The only other reason pupils turn a grey( to blue grey) white is due to deterioration of the pupil.
Seen in animals when cataracts are present.
I hope this helps,
Debby


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8/26/2007 9:46:02 AM

 
Mark Feldstein
BetterPhoto Member Since: 3/17/2005
  Bob makes an extremely excellent point Kathy, and for a number of reasons: First, we can't see the photos you're talking about since they didn't upload. Second, since there were multiple flash units you don't know what kind of reflection you were seeing.

Personally, in years of portrait shooting, I've never seen a catchlight in a pupil since when the pupils are that dialated (open) they expose the rich blood supply of the rear of the occular chamber and the retina, which is what Alan was talking about. The iris, toward the front of the eye, is where the reflection comes from. According to the link Bob posted, white pupils, (white reflections off the pupil) are a sign of eye disease. Although as it notes, in some very dark eyed kids, you may not visualize the retina in some flash photography.

Third, and most importantly, since overall health is often reflected in how the eyes appear on examination, an eye exam for a kid even as part of a routine physical, is an inexpensive, non-invasive procedure that helps ensure their general health and the health of their eyes.
Take it light :>)
Mark


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8/26/2007 10:34:29 AM

 
Kathy Moran   Thank you for your help. I really appreciate all of your feedback. My sister did take my niece in for an eye exam to make sure all is well...and it is.


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8/29/2007 9:20:36 PM

 
Debby A. Tabb
BetterPhoto Member Since: 9/4/2004
 
 
  Catch lights
Catch lights
© Debby A. Tabb
Nikon D200 Digital...
 
 
Good morning,
I deal with this all the time.
and explain it daily.


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8/30/2007 6:05:15 AM

 
Debby A. Tabb
BetterPhoto Member Since: 9/4/2004
 
 
  Catch Lights 2
Catch Lights 2
This will be great to add to my portrait Cds, Thanks fo the ideas.
© Debby A. Tabb
Nikon D200 Digital...
 
 
Sorry, I missed the other one.


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8/30/2007 6:16:42 AM

 
Debby A. Tabb
BetterPhoto Member Since: 9/4/2004
 
 
  Catch lights in a healthy animal
Catch lights in a healthy animal
I have to get on the road here, but I will see if I can come up with a unhealthy animals eyes.
I know I have some.

© Debby A. Tabb
Nikon D200 Digital...
 
 
In Animals.
Being that I teach Photographers for a high paced company right now,I shoot more then most photographers shoot in a few months.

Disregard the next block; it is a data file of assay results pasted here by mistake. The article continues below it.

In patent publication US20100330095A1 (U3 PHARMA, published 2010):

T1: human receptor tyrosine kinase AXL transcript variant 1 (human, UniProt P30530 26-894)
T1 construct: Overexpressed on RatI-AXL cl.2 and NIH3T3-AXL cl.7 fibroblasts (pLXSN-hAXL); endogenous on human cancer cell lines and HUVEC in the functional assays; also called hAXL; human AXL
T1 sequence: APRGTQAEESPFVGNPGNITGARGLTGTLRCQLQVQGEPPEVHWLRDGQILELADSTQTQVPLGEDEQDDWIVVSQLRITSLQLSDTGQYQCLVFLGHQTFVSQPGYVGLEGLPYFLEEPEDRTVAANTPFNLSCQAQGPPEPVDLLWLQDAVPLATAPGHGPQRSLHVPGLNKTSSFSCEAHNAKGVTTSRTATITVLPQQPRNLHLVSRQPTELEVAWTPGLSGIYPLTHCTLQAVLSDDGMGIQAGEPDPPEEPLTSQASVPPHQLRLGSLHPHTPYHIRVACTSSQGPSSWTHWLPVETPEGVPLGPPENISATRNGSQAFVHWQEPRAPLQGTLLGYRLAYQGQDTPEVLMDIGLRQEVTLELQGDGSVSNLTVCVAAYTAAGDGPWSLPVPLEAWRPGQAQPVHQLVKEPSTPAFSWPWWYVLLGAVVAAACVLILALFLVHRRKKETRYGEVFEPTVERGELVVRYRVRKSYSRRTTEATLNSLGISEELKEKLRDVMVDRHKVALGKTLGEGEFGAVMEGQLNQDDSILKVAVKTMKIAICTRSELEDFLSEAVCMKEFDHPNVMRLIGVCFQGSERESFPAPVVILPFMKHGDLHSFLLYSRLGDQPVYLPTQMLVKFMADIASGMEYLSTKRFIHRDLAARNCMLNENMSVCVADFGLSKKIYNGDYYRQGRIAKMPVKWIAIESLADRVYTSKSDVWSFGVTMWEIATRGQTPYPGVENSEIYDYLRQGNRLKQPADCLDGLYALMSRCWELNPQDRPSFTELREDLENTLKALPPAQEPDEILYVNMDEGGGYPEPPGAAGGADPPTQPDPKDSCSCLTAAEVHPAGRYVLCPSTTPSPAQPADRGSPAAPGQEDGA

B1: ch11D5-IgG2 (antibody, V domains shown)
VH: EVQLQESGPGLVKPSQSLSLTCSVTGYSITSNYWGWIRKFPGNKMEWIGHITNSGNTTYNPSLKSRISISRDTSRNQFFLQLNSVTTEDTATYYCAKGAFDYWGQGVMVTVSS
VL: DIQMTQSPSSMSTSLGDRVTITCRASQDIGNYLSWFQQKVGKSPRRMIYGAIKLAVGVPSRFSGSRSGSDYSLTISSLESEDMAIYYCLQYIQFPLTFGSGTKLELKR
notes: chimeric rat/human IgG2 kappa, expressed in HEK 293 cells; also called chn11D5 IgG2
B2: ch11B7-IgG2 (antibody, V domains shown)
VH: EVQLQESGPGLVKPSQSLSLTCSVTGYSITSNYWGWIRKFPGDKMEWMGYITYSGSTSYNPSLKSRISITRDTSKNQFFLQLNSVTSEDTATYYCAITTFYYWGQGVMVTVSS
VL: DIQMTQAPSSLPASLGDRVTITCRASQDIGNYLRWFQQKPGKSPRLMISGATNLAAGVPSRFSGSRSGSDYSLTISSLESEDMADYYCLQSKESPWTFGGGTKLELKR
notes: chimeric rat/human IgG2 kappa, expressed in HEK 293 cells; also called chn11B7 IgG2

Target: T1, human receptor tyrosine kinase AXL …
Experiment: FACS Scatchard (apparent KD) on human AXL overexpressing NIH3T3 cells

While teaching in LA right now we shot :
Aug.33+29+31+32(so far this week,and we close the week saterday)=125 so far this month, and that does not include what I shoot from my home studio on off days.
I Love doing this job of teaching others and I hope this helps.
Thank you, it has been useful to me as well, giving me another teaching tool.
Thanks again,
Debby


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8/30/2007 6:39:43 AM

 
Debby A. Tabb
BetterPhoto Member Since: 9/4/2004
 
 
  Close up Pupil
Close up Pupil
© Debby A. Tabb
Nikon D200 Digital...
 
  Human close up pupil
Human close up pupil
© Debby A. Tabb
Fuji FinePix S2 Pr...
 
 
This is a quote off the web site Bob listed...
....Can a white dot picture be nothing?
Yes, sometimes we photograph the optic nerve and it will reflect exactly like an eye disease. With children from birth to five years of age we want to rule out retinoblastoma immediately and pray that it is nothing. Always follow up if you get a strange photo.


I wanted to post this as I was following up with my research so I have all my info correct as I begin to add this info to my training.


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8/30/2007 7:28:25 AM

 
Debby A. Tabb
BetterPhoto Member Since: 9/4/2004
  Moving This thread for Rod.
Thank you for your email,this thread had examples.
Have a great day!


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9/10/2007 6:25:07 AM

 
Debby A. Tabb
BetterPhoto Member Since: 9/4/2004
  good evening Rod,
don't lose it this time,lol,lol.
I had a heck of a time finding it.
Have a great evening,
Debby


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9/16/2007 10:16:04 PM

 
Debby A. Tabb
BetterPhoto Member Since: 9/4/2004
 
 
  Unhealthy Canine Eye
Unhealthy Canine Eye
© Debby A. Tabb
Nikon D200 Digital...
 
 
and Rod since you asked ,
here is that unhealthy eye.


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9/16/2007 10:31:27 PM